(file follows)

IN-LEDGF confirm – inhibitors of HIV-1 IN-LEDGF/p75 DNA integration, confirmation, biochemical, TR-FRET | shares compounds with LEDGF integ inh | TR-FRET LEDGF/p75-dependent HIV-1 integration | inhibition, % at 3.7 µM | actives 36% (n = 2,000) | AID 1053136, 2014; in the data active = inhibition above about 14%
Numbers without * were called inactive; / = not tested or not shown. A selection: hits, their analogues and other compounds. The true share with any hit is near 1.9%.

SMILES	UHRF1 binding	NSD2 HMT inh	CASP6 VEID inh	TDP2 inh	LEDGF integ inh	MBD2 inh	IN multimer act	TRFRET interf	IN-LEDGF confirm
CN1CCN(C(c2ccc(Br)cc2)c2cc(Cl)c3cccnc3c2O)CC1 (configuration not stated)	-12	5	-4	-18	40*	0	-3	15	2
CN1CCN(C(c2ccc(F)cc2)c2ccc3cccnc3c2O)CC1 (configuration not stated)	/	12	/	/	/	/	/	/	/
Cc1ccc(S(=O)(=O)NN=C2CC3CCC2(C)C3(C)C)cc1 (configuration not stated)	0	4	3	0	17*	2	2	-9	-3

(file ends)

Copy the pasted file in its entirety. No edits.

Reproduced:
IN-LEDGF confirm – inhibitors of HIV-1 IN-LEDGF/p75 DNA integration, confirmation, biochemical, TR-FRET | shares compounds with LEDGF integ inh | TR-FRET LEDGF/p75-dependent HIV-1 integration | inhibition, % at 3.7 µM | actives 36% (n = 2,000) | AID 1053136, 2014; in the data active = inhibition above about 14%
Numbers without * were called inactive; / = not tested or not shown. A selection: hits, their analogues and other compounds. The true share with any hit is near 1.9%.

SMILES	UHRF1 binding	NSD2 HMT inh	CASP6 VEID inh	TDP2 inh	LEDGF integ inh	MBD2 inh	IN multimer act	TRFRET interf	IN-LEDGF confirm
CN1CCN(C(c2ccc(Br)cc2)c2cc(Cl)c3cccnc3c2O)CC1 (configuration not stated)	-12	5	-4	-18	40*	0	-3	15	2
CN1CCN(C(c2ccc(F)cc2)c2ccc3cccnc3c2O)CC1 (configuration not stated)	/	12	/	/	/	/	/	/	/
Cc1ccc(S(=O)(=O)NN=C2CC3CCC2(C)C3(C)C)cc1 (configuration not stated)	0	4	3	0	17*	2	2	-9	-3